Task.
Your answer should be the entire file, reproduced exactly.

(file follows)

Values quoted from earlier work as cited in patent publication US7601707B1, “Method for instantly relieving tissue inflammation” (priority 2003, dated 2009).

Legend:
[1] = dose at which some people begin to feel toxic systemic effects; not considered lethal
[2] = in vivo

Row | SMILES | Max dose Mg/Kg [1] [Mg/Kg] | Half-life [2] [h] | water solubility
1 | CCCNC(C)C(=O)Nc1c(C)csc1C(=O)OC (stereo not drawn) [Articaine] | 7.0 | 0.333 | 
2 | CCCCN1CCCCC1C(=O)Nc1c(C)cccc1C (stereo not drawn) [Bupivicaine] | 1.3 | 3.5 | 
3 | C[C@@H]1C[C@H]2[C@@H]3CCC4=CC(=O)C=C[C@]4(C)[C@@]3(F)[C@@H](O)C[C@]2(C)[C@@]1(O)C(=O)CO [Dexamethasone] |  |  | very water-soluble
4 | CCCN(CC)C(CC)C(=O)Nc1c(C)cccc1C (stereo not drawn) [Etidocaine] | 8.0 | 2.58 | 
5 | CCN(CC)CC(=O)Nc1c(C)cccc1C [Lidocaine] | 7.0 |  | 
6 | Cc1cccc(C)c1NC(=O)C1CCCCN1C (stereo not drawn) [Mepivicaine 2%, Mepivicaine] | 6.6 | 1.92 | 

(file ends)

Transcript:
Values quoted from earlier work as cited in patent publication US7601707B1, “Method for instantly relieving tissue inflammation” (priority 2003, dated 2009).

Legend:
[1] = dose at which some people begin to feel toxic systemic effects; not considered lethal
[2] = in vivo

Row | SMILES | Max dose Mg/Kg [1] [Mg/Kg] | Half-life [2] [h] | water solubility
1 | CCCNC(C)C(=O)Nc1c(C)csc1C(=O)OC (stereo not drawn) [Articaine] | 7.0 | 0.333 | 
2 | CCCCN1CCCCC1C(=O)Nc1c(C)cccc1C (stereo not drawn) [Bupivicaine] | 1.3 | 3.5 | 
3 | C[C@@H]1C[C@H]2[C@@H]3CCC4=CC(=O)C=C[C@]4(C)[C@@]3(F)[C@@H](O)C[C@]2(C)[C@@]1(O)C(=O)CO [Dexamethasone] |  |  | very water-soluble
4 | CCCN(CC)C(CC)C(=O)Nc1c(C)cccc1C (stereo not drawn) [Etidocaine] | 8.0 | 2.58 | 
5 | CCN(CC)CC(=O)Nc1c(C)cccc1C [Lidocaine] | 7.0 |  | 
6 | Cc1cccc(C)c1NC(=O)C1CCCCN1C (stereo not drawn) [Mepivicaine 2%, Mepivicaine] | 6.6 | 1.92 | 